Upcycling vs. Recycling: Differences + 8 Examples

To put it simply: recycling means breaking down an item to create something new from its raw materials (think a notebook being broken down and made into a to-go coffee cup) while upcycling means taking a product and modifying it to create something better (think an ill-fitting dress being cut and sewn into a blouse). 

Though they are both similar concepts, recycling and upcycling are actually different. Recycling oftentimes creates an entirely new product while upcycling typically ends up looking similar, but aims to create something of higher quality than the original. 

When it comes to your little one’s stuff and decluttering your home, getting into a sustainable parenting mindset by upcycling or recycling baby gear can help offset some of the environmental impact of children’s stuff. In fact, 100 million baby and kid items were thrown away in 2021, so finding ways to be more sustainable in your everyday life can make a big impact.

Let’s look at what it means to upcycle vs. recycle and how to do both with the stuff found around your home. 

Upcycling: Pros, Cons & Examples 

The term upcycling—also called creative reuse— is when you take an old item that you no longer use and modify it to be more practical, beautiful or useful than it was before. Ever heard of the phrase “one man’s trash is another man’s treasure?” That applies here. Upcycling is all about finding creative ways to turn items you don’t want into something you’ll love.

You can upcycle household items or do it with items you find at thrift stores or online. 


  • Reduces landfill waste
  • Saves you money
  • Lets you be creative
  • Can make it into an activity with the kiddos 


  • May require crafting materials you don’t already have
  • Can be difficult to do 
  • Takes time depending on the project 


How to Upcycle Your Baby & Kid Gear: 5 Examples 

Your little one’s baby gear is often sentimental. How can you let go of their first book, onesie or pair of shoes? If you don’t want to sell their stuff just yet, with just a little DIY, upcycling allows you to repurpose these items into something more useful or fashionable than they were before, so you can keep around sentimental items without letting them become clutter. 

Some examples of upcycling projects include: 

  • Collect old shirts, old jeans, onesies and other clothes and turn them into a quilt or throw blanket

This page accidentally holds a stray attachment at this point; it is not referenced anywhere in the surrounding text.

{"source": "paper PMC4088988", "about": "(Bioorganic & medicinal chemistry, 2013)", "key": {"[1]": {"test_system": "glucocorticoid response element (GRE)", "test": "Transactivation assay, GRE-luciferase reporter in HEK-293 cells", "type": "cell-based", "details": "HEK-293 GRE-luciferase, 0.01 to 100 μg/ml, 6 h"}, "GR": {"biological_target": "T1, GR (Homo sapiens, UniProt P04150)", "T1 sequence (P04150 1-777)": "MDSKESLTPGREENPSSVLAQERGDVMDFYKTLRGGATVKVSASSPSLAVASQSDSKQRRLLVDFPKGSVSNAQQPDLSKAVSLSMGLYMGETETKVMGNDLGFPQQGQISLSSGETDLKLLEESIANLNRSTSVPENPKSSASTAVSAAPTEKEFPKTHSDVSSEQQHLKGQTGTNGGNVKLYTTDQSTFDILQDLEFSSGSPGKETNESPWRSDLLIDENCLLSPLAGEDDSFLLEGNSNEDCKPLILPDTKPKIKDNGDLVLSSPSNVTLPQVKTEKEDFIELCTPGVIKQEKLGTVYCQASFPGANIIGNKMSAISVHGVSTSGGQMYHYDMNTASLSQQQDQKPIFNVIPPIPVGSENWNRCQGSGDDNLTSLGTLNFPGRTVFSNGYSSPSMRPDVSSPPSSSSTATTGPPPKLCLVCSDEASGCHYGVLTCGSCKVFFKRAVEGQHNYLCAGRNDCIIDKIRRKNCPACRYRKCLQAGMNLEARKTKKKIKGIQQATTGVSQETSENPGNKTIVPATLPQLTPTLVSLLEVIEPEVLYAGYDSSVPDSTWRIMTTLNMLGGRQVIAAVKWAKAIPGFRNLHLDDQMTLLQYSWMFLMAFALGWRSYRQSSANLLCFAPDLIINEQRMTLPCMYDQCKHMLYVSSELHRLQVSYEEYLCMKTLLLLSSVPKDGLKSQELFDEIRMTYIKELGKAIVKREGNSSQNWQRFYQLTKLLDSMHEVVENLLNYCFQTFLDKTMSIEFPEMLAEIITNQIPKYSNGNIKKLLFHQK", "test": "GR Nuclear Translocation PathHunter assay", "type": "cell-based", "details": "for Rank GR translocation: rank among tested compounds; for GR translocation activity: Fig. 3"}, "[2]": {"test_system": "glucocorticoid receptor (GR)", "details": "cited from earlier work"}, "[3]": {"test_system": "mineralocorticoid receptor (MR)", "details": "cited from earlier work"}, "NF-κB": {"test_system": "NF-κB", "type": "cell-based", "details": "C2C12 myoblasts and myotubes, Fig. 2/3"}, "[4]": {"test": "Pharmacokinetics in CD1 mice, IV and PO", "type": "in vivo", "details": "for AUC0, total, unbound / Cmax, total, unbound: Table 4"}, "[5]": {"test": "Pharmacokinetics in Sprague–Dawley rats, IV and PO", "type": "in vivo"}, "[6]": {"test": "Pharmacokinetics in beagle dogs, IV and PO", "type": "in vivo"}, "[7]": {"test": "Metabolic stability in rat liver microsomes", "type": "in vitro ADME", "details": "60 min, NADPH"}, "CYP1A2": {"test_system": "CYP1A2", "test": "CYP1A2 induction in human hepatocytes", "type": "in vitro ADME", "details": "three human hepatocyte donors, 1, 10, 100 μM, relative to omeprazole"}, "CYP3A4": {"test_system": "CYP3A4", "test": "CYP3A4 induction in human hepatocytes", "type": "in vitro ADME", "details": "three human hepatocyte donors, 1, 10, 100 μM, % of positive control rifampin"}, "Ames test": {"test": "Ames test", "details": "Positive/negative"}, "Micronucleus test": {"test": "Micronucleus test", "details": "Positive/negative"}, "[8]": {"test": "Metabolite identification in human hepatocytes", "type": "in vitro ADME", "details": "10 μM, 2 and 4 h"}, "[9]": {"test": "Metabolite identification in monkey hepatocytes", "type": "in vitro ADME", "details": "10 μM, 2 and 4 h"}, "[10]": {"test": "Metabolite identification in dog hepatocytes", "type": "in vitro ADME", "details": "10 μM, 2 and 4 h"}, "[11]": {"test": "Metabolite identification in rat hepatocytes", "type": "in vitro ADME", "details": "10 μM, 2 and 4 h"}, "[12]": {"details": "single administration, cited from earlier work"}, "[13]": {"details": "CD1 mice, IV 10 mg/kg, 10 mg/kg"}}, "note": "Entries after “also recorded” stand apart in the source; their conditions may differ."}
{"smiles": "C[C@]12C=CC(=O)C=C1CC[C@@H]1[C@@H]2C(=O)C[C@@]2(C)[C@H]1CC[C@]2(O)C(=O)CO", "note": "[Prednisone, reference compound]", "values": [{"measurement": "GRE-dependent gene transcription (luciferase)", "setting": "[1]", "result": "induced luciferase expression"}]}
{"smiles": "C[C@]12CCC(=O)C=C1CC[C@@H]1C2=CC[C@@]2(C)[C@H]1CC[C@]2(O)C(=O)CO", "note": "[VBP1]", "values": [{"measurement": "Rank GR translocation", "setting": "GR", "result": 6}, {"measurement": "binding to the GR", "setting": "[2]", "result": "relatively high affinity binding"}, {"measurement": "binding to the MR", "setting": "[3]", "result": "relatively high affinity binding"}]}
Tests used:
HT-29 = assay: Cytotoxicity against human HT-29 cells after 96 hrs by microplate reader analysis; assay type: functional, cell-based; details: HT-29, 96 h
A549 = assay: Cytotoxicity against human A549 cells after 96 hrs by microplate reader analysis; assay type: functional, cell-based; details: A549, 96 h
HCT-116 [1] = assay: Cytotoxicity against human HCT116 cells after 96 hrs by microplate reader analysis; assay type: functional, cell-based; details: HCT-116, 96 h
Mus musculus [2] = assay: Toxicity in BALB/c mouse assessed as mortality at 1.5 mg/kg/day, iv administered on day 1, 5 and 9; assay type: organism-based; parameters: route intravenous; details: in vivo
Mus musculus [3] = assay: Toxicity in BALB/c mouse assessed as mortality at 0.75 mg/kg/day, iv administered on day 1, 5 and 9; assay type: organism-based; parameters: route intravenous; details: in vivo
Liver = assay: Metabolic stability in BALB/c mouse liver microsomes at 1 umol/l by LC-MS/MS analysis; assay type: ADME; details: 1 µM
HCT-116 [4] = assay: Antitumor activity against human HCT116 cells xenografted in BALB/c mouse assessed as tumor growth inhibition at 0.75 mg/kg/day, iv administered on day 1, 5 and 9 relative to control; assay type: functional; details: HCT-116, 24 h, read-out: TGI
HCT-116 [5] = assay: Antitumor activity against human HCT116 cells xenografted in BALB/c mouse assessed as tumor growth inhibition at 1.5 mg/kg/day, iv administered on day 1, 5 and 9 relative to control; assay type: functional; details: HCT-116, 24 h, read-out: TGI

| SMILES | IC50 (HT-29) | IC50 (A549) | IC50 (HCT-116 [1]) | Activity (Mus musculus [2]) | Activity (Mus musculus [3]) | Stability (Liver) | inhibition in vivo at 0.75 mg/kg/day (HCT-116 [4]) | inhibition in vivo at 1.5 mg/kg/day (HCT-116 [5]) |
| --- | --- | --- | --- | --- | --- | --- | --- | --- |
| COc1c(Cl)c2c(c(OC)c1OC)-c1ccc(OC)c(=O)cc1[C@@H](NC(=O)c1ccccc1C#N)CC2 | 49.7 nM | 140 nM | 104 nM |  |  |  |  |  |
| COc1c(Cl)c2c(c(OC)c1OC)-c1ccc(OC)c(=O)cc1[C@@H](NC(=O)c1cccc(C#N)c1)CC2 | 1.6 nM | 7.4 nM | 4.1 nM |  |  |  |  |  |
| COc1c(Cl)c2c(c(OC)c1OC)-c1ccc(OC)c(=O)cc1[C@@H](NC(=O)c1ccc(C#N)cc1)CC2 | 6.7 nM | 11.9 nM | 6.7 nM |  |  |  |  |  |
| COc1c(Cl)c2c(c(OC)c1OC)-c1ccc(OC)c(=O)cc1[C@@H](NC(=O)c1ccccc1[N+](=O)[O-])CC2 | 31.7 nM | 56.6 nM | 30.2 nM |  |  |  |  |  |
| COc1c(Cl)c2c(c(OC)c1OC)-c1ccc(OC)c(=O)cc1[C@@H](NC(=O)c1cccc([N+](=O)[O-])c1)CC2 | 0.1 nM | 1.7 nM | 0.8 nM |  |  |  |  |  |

• Cut old fabric into strips and make it into a bunting or garland
  • Frame pages of baby books and make them wall art
  • Cut out cute pages of kid books and use them as accents in a scrapbook or photo album
  • Use old Legos to create a cute bowl or vase for your little ones room


Recycling: Pros, Cons & Examples 

Recycling means breaking down an old object that is made of reusable material and reforming it into an entirely new item. Most people are probably familiar with putting aluminum cans, plastic bottles, cardboard boxes and glass jars in the recycling bin for pickup, but you can actually recycle many different types of things—including old baby stuff. 

Recycling baby items comes in two forms. Things like glass baby food containers, diaper boxes and plastic bags can be tossed out with the weekly recycling. But donating old baby items like strollers, clothes and toys to be resold or reused also counts as recycling, since the item will be put to use again. 


  • Easy to do
  • Reduces landfill trash
  • Reduces emissions from manufacturing new products


  • Some people don’t sort their recyclables correctly
  • Objects made from recycled materials are often lesser quality
  • The recycling process can be cost-inefficient for the city 


How to Recycle Your Baby & Kid Gear: 3 Examples 

Recycling is an easy way to do your part for the environment. Usually, it’s easy as donating your items to a thrift shop or listing them online to sell on consignment stores (like GoodBuy Gear!). 

  • Put it in the bin: Before you toss old baby food pouches, jars or plastic bags out with the garbage, check and see if they’re recyclable. Chances are they can be recycled and you can put them in your recycling bin to be made into something new. 
  • Donate it: Donating baby items that are gently used and in good condition can help them be reused by a family in need. Many thrift stores take baby items; just make sure to check each store’s specific guidelines for what you can donate. 
  • Sell your gear: Want to make a buck while you help the environment? Sell your baby gear. Online consignment shops like us accept a variety of baby and kid gear to be resold on our marketplace. Talk about a win-win. 

Sell Your Kids Stuff

Upcycling vs. Recycling: Which is Better? 

At the end of the day, each family is different. While some craftier families might enjoy the challenge of upcycling items, others might want the ease of selling an old stroller and know that it’s going to get a long second life. Either way: both upcycling and recycling are zero-waste practices that help the environment and give old baby gear a new use and a new life. 

If you do decide to pass on your baby items, sell them with a trusted retailer like Goodbuy Gear. Just last year our community of parents saved over 270,000 baby and kid items from landfills. And, we’re pledging to save one million baby and kid items from landfills before the end of 2024. 

Join the movement by shopping and selling secondhand with us! Our team of experts will pick up your items, quality-check them and list them for sale, so you don’t have to lift a finger. 



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